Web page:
Stress and conflict are common when trying to address a lot of important tasks at once. This is why forming a stepfamily has been compared to assembling an airplane in flight! Just look at the many issues you are faced with: a new love relationship, setting ground rules, adjusting to a larger group of people, organizing finances, dividing chores, settling turf battles — I could go on and on. As if this were not enough, cohabitation has a unique set of issues all its own. Research indicates that there is more conflict when two people live together without marriage, especially when children are involved. Much of the stress comes from the uncertainty in roles, rules, and expectations. I don’t know how much time and attention you have given to these issues, but more discussion may be in order. I suggest you get The Complete Idiots Guide to Stepparenting by Erika Lutz. Don’t be offended by the title: it’s a lifesaver of a book. Block off some time alone and go through the chapters together. This will help you set some consistent ground rules you can both get behind, and that the children need in order to feel safe and calm.
Last and most important is to make sure the love relationship between you and your partner is stable. Hopefully, you two are very committed to one another, because this will have the strongest affect on the children and the atmosphere of the family. Even though there are many pressing issues right now, remember to be lovers, best friends, and teammates. The happier you two are together, the more secure the children will feel, which will shorten your adjustment period.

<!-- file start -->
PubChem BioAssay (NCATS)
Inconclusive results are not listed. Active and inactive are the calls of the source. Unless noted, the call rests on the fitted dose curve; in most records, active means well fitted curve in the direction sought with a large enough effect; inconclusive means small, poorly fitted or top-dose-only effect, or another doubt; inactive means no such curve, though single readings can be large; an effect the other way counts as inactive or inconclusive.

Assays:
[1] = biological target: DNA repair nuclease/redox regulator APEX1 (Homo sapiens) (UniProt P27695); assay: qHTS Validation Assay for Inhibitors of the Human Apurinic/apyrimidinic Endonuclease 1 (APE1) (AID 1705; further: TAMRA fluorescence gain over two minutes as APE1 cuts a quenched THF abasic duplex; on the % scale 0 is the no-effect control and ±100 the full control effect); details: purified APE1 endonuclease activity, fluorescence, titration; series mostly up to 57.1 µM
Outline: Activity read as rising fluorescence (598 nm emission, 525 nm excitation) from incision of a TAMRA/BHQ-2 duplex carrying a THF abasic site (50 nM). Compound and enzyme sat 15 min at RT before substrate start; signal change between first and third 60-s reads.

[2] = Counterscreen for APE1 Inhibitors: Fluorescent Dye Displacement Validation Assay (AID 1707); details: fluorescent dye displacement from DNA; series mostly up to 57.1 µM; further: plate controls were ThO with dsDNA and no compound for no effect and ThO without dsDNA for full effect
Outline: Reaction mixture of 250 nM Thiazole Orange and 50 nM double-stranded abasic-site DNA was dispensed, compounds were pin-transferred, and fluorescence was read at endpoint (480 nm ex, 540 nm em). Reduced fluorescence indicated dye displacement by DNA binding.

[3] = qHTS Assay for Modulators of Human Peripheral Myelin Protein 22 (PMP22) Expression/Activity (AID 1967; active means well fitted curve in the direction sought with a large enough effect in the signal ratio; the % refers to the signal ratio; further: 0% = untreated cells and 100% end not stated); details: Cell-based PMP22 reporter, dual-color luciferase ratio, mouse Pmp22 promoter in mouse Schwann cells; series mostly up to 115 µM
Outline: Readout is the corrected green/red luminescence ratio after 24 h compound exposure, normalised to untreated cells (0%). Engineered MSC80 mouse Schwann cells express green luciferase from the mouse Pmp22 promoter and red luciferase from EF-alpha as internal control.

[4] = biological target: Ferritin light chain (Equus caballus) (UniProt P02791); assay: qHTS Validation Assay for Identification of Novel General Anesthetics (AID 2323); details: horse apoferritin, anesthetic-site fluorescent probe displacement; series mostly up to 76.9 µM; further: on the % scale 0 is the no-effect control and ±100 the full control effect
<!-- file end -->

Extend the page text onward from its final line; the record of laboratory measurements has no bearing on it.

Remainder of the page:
My fiance’s brother “Steve” has always been flirty with me, but recently, it has gotten more serious. For instance, at his birthday party, he caught me alone in the kitchen and asked for a “birthday kiss” — and it was anything but brotherly. I pushed him away and tried to laugh it off, but keeps making passes at me. I’m really uncomfortable about this, but I don’t know what to do. Should I confront Steve, or tell my fiance, or just try to avoid being alone with Steve?
My advice is to do all three. This guy is either clueless, quite full of himself, or has some secret competition going on with his brother. Whatever the case, he is to be taken seriously. The fact that he flirts with you shows that he doesn’t respect personal boundaries or polite rules of etiquette, therefore you will likely have to send him a very strong message. The first thing to do is to expose the secret. Secrets carry power; as long as you keep Steve’s behavior to yourself, it will encourage him and make the game he is playing more titillating. Tell your fiance what has been going on and that you are going to confront Steve strongly the very next time it happens whether anyone is around or not. You don’t have to make a federal case out of it, just let him know what action you plan to take. When you confront Steve, all you have to do is look him in the eyes, lower your voice, and say “Stop!” If he asks, “Stop what?” just act like a broken record and say “Stop” again. Keep a straight face — don’t laugh it off or let him make light of it. Then certainly avoid being alone with him. However — and this is very important — do not let him control your participation in family occasions with your fiance’s family. These are your future in-laws, and no matter what people say, you do marry the whole family. If you handle this guy with firmness as well as politeness, you could make a friend and ally for life.